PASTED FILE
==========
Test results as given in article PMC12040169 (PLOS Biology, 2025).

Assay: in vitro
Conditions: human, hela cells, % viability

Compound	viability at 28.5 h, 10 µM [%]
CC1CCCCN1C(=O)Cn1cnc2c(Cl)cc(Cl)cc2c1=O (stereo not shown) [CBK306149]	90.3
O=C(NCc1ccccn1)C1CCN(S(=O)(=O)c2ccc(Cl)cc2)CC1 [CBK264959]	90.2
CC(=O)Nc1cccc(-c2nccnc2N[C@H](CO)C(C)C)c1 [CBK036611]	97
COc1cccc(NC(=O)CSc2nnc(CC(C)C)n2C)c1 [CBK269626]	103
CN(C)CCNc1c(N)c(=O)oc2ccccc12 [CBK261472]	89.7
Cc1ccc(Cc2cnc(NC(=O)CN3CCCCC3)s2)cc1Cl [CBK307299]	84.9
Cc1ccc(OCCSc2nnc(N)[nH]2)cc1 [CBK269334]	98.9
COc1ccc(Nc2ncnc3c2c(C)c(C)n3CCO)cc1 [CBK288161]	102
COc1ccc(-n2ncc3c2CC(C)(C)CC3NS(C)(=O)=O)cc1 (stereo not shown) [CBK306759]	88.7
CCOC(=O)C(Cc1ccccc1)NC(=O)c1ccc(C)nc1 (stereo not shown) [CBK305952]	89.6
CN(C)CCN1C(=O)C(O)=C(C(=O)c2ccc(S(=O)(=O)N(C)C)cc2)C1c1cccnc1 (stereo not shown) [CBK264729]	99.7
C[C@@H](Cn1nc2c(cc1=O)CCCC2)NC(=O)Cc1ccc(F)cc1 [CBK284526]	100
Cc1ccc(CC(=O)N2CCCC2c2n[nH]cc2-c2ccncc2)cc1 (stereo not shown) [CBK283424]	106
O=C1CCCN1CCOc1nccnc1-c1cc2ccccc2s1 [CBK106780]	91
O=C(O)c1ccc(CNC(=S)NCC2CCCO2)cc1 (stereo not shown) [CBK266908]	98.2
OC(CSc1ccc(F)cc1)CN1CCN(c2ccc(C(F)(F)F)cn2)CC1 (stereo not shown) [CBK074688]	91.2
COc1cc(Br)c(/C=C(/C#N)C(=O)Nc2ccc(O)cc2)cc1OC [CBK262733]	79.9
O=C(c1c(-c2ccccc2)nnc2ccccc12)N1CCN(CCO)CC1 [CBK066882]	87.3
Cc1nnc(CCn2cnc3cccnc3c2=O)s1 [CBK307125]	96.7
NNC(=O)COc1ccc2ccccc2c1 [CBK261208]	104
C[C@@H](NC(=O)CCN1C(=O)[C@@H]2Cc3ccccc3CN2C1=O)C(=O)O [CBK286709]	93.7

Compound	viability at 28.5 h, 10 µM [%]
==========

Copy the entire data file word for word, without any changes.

Test results as given in article PMC12040169 (PLOS Biology, 2025).

Assay: in vitro
Conditions: human, hela cells, % viability

Compound	viability at 28.5 h, 10 µM [%]
CC1CCCCN1C(=O)Cn1cnc2c(Cl)cc(Cl)cc2c1=O (stereo not shown) [CBK306149]	90.3
O=C(NCc1ccccn1)C1CCN(S(=O)(=O)c2ccc(Cl)cc2)CC1 [CBK264959]	90.2
CC(=O)Nc1cccc(-c2nccnc2N[C@H](CO)C(C)C)c1 [CBK036611]	97
COc1cccc(NC(=O)CSc2nnc(CC(C)C)n2C)c1 [CBK269626]	103
CN(C)CCNc1c(N)c(=O)oc2ccccc12 [CBK261472]	89.7
Cc1ccc(Cc2cnc(NC(=O)CN3CCCCC3)s2)cc1Cl [CBK307299]	84.9
Cc1ccc(OCCSc2nnc(N)[nH]2)cc1 [CBK269334]	98.9
COc1ccc(Nc2ncnc3c2c(C)c(C)n3CCO)cc1 [CBK288161]	102
COc1ccc(-n2ncc3c2CC(C)(C)CC3NS(C)(=O)=O)cc1 (stereo not shown) [CBK306759]	88.7
CCOC(=O)C(Cc1ccccc1)NC(=O)c1ccc(C)nc1 (stereo not shown) [CBK305952]	89.6
CN(C)CCN1C(=O)C(O)=C(C(=O)c2ccc(S(=O)(=O)N(C)C)cc2)C1c1cccnc1 (stereo not shown) [CBK264729]	99.7
C[C@@H](Cn1nc2c(cc1=O)CCCC2)NC(=O)Cc1ccc(F)cc1 [CBK284526]	100
Cc1ccc(CC(=O)N2CCCC2c2n[nH]cc2-c2ccncc2)cc1 (stereo not shown) [CBK283424]	106
O=C1CCCN1CCOc1nccnc1-c1cc2ccccc2s1 [CBK106780]	91
O=C(O)c1ccc(CNC(=S)NCC2CCCO2)cc1 (stereo not shown) [CBK266908]	98.2
OC(CSc1ccc(F)cc1)CN1CCN(c2ccc(C(F)(F)F)cn2)CC1 (stereo not shown) [CBK074688]	91.2
COc1cc(Br)c(/C=C(/C#N)C(=O)Nc2ccc(O)cc2)cc1OC [CBK262733]	79.9
O=C(c1c(-c2ccccc2)nnc2ccccc12)N1CCN(CCO)CC1 [CBK066882]	87.3
Cc1nnc(CCn2cnc3cccnc3c2=O)s1 [CBK307125]	96.7
NNC(=O)COc1ccc2ccccc2c1 [CBK261208]	104
C[C@@H](NC(=O)CCN1C(=O)[C@@H]2Cc3ccccc3CN2C1=O)C(=O)O [CBK286709]	93.7

Compound	viability at 28.5 h, 10 µM [%]